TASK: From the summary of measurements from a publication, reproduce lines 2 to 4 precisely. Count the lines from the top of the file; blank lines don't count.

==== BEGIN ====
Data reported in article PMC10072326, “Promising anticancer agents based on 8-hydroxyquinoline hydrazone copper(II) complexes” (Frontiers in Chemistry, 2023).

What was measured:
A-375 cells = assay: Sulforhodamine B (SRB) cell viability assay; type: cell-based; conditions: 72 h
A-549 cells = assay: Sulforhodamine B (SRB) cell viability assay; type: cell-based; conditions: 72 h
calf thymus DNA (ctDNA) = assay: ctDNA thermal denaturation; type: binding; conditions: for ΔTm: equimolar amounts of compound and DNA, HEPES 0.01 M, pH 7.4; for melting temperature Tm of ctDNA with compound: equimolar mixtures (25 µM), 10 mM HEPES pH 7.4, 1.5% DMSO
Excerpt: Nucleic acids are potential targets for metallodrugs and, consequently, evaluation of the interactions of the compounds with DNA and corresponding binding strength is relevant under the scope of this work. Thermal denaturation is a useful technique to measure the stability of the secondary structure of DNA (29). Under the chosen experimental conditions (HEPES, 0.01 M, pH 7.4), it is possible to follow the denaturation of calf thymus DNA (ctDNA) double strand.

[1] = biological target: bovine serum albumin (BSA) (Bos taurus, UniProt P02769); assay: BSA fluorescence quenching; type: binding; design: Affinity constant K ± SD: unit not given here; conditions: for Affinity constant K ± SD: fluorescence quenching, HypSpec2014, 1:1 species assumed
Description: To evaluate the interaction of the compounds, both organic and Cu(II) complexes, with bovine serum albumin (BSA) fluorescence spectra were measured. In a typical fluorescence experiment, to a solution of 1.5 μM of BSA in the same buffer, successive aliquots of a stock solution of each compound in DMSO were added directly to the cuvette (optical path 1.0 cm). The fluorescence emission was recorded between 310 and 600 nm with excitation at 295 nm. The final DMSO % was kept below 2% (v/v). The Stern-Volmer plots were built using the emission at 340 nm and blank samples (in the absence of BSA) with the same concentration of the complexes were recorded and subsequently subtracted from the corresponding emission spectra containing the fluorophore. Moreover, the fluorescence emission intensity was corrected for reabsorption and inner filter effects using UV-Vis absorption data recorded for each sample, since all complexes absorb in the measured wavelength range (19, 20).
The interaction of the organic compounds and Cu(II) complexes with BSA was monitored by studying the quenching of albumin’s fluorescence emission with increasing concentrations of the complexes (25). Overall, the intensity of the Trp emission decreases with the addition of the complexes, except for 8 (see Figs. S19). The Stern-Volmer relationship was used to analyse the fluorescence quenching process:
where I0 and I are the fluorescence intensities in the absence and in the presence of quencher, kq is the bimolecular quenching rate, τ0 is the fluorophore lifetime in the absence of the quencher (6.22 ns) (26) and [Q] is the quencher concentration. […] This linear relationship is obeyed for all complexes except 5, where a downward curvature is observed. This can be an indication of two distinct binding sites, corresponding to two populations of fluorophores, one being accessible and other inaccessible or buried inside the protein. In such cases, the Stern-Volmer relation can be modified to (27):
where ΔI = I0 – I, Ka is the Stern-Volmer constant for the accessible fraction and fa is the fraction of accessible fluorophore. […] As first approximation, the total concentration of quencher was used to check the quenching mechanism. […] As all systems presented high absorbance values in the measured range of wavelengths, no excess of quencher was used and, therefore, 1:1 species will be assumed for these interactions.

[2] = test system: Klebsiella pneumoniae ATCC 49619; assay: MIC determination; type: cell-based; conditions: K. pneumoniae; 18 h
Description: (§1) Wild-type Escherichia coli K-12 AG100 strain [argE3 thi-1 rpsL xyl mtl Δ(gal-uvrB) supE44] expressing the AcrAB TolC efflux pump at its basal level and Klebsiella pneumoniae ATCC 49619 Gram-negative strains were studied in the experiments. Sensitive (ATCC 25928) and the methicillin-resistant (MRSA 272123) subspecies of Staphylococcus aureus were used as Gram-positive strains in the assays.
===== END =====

What was measured:
A-375 cells = assay: Sulforhodamine B (SRB) cell viability assay; type: cell-based; conditions: 72 h
A-549 cells = assay: Sulforhodamine B (SRB) cell viability assay; type: cell-based; conditions: 72 h